Speaking of fresh, that was the best part about Lola’s Diningding. There’s nothing new about the fish sauce-forward flavor of this dish, but the mixed fresh veggies and the way they were cooked made me enjoy this dish a lot. Overcooked, malabsa veggies are not my jam. Talking about meat this time, Lola’s reinterpretation of Bicol Express was quite enjoyable. You’ve got generous slices of pork belly, flavored with a coconut cream sauce and some bagoong plus fresh chilis.
Since I am biased towards spicy coconut cream-infused dishes, I enjoyed this dish a lot. The meat isn’t as melt in the mouth as I anticipated, but it was tender and enjoyable. This had a less oily mouth-feel than most normal Bicol Express dishes, and it was one of the more memorable parts of this meal for me. The price is fair I suppose.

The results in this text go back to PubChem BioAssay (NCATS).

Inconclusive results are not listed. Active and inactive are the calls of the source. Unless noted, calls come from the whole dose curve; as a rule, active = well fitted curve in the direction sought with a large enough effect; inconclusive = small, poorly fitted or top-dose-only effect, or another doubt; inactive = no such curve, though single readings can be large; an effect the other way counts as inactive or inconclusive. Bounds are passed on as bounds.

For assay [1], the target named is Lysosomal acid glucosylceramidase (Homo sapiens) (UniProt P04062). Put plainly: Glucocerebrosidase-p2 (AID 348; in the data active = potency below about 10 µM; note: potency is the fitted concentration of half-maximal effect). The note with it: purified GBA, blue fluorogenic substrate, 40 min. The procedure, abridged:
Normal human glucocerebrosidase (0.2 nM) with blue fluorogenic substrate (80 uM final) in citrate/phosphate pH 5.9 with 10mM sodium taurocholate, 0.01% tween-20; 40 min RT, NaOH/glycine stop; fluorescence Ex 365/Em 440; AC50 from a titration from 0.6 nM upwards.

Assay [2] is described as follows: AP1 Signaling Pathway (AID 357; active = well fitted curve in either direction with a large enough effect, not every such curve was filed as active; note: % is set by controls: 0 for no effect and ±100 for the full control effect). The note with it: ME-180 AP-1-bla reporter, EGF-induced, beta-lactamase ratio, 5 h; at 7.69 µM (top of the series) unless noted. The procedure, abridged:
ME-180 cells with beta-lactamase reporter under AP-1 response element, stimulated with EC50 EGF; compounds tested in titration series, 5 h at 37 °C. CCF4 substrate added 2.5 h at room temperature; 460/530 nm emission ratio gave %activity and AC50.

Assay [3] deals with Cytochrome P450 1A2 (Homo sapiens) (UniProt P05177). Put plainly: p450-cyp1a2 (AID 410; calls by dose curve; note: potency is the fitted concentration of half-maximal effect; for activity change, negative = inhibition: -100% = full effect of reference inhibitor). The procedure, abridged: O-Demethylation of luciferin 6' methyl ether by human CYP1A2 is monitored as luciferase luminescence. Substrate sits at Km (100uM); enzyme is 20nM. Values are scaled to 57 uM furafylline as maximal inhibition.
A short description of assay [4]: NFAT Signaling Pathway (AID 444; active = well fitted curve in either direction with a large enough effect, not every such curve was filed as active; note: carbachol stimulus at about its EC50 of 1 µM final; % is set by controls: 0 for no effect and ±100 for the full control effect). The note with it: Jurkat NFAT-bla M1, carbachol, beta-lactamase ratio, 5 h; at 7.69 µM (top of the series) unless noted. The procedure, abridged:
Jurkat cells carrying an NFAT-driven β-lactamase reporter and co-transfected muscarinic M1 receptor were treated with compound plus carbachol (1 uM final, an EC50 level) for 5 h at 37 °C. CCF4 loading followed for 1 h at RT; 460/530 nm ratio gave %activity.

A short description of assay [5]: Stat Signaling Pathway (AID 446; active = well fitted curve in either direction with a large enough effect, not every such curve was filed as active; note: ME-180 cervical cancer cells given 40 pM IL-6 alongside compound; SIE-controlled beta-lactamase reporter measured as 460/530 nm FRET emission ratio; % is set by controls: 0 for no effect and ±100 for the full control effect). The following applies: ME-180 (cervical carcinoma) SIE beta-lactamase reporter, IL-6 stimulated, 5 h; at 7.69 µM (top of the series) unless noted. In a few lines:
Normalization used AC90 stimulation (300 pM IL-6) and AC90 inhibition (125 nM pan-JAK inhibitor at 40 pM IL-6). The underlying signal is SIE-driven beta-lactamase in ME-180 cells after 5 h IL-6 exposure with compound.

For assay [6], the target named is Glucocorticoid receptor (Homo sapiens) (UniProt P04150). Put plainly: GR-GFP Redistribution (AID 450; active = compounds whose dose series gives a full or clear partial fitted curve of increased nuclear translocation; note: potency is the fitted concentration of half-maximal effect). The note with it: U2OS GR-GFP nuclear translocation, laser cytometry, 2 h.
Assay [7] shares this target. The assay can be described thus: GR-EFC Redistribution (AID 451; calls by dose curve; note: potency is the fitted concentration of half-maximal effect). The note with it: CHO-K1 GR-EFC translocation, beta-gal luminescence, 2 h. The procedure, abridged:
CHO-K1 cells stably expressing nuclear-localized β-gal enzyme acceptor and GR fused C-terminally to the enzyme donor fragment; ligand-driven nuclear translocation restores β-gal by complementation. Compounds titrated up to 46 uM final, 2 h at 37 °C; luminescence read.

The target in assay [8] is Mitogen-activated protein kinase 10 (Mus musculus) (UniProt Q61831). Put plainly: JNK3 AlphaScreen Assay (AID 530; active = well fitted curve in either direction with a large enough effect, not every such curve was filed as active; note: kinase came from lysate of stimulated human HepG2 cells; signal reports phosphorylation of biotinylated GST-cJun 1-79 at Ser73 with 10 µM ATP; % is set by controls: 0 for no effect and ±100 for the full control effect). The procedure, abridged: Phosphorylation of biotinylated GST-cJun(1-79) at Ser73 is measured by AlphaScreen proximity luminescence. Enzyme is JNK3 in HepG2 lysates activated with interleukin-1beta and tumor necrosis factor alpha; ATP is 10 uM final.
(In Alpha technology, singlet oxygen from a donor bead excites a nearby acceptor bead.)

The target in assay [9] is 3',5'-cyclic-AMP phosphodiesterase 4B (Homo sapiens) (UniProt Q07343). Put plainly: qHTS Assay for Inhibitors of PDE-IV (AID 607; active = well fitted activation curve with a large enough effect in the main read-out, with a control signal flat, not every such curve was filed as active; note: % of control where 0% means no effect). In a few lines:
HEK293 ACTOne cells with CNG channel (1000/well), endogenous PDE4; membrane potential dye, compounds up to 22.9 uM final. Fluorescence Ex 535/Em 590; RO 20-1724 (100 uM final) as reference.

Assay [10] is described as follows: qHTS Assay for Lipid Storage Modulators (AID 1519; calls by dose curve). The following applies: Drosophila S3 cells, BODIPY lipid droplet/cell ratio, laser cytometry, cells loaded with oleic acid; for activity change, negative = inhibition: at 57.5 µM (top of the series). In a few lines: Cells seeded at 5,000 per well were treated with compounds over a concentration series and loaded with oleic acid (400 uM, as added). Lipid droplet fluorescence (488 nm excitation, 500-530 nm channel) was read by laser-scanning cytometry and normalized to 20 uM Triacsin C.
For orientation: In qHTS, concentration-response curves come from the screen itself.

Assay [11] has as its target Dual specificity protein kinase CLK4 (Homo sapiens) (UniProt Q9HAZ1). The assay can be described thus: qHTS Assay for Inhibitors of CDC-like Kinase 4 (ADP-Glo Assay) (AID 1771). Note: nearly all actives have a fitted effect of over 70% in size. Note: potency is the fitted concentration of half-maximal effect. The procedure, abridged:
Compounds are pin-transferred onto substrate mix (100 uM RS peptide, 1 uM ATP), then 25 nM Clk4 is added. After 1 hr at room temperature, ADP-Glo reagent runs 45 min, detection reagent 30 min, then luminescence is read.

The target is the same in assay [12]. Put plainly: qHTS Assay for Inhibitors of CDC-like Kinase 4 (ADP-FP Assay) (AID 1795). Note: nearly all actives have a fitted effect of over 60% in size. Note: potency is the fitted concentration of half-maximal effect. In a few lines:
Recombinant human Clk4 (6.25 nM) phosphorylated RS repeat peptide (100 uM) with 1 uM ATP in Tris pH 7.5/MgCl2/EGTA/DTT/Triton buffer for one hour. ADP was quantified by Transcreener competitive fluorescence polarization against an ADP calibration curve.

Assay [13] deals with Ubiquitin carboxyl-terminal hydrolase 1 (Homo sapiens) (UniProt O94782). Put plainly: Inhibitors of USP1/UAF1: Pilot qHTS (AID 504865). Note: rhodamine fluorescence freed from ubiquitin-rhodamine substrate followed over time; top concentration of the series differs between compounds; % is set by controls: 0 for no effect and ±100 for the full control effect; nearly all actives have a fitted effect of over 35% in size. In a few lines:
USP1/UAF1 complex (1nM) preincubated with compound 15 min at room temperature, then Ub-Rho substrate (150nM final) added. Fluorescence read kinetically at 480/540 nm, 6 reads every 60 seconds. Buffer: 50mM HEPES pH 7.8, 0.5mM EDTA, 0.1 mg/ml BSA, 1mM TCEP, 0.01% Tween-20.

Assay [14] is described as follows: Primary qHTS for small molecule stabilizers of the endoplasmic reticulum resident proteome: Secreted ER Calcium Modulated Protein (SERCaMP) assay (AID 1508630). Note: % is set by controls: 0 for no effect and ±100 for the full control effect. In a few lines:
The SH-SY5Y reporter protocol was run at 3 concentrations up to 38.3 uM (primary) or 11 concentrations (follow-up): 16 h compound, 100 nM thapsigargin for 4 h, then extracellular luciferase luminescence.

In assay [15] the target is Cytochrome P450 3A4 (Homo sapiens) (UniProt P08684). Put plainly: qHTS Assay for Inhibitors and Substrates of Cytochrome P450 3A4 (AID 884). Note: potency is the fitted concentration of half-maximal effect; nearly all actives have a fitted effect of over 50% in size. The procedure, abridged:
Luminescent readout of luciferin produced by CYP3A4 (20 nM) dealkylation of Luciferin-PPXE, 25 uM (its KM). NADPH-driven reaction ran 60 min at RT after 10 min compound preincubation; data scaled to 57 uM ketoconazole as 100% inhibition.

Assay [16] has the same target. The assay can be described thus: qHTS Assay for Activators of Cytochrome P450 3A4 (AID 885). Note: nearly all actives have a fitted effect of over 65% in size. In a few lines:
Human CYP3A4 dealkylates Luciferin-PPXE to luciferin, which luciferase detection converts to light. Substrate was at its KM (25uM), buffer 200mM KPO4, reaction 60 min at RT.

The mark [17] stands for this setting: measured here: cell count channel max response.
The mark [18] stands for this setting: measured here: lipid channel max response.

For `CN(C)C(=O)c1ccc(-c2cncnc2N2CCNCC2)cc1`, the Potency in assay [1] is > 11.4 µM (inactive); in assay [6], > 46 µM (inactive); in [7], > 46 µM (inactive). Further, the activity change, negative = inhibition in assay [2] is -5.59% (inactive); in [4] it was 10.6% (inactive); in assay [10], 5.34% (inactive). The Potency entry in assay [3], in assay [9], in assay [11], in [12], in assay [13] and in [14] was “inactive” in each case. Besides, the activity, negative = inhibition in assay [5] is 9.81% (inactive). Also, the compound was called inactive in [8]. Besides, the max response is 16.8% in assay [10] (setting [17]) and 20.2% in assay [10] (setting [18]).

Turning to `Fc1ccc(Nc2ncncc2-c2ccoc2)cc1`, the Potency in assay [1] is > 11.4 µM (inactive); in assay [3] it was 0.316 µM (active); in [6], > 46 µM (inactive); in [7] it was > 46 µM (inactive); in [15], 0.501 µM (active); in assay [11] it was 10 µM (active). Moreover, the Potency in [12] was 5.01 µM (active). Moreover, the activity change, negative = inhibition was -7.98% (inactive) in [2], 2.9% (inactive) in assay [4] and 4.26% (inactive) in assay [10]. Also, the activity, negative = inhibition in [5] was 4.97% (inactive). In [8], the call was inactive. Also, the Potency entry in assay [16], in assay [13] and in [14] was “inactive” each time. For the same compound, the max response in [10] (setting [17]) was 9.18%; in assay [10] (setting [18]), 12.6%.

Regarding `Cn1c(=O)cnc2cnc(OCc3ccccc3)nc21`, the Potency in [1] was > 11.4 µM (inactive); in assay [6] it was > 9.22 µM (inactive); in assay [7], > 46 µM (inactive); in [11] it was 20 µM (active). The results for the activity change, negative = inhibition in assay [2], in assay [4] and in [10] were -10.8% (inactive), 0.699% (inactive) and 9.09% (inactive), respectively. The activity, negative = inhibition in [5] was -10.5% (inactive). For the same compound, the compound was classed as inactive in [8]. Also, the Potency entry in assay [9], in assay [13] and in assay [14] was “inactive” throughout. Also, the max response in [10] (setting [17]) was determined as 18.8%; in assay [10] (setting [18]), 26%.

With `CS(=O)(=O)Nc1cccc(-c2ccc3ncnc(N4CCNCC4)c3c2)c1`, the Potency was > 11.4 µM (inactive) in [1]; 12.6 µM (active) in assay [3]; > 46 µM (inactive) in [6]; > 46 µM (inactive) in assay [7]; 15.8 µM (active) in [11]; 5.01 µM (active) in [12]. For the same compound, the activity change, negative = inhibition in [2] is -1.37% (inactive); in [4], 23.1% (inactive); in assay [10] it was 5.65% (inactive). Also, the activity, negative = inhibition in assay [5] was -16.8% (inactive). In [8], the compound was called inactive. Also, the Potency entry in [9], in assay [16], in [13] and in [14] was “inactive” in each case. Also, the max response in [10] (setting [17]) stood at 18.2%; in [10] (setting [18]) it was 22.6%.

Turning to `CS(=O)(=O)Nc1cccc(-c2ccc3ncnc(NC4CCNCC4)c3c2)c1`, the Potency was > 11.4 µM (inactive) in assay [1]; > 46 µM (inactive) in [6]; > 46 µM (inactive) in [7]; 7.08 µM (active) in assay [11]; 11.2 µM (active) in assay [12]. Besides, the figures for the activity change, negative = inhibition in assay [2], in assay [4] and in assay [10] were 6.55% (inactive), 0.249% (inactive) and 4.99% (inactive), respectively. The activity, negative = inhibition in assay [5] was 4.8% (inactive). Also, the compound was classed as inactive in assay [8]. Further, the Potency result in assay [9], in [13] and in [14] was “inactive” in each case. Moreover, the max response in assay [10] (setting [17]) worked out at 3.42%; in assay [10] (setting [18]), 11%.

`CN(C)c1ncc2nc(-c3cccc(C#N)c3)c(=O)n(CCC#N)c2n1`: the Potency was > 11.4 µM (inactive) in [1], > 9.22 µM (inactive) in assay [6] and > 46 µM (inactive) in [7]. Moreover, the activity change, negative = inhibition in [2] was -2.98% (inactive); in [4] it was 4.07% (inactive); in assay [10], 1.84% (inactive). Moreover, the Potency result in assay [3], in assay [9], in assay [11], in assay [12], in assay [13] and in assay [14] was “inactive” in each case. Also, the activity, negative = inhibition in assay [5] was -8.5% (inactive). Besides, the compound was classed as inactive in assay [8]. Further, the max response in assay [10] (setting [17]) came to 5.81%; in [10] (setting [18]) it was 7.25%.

Meanwhile, I thought the Truffle Lengua was quite expensive for the serving size, but at least the truffle cream sauce was done well. It was neither overpowering nor too understated, which is a valuable thing when cooking with truffle. The texture of the slow-cooked ox tongue was also perfect, and I thought this was a great way to change up a traditional mushroom sauce lengua.
Up to this point, I though the dishes were good, but none of them left a lasting impression on me until we got to the pasta dishes. The Spicy Tinapa Pasta, was incredibly tasty, with some really good smoked bangus flakes littered everywhere in the dish. I actually really like spicy tinapa and eat them anywhere, but to me they are especially good in pasta. And this was perfectly done. I loved the kick, and the smokiness, and the fact that adding the calamansi into the pasta takes the flavors up a notch. It wasn’t dry nor too oily neither.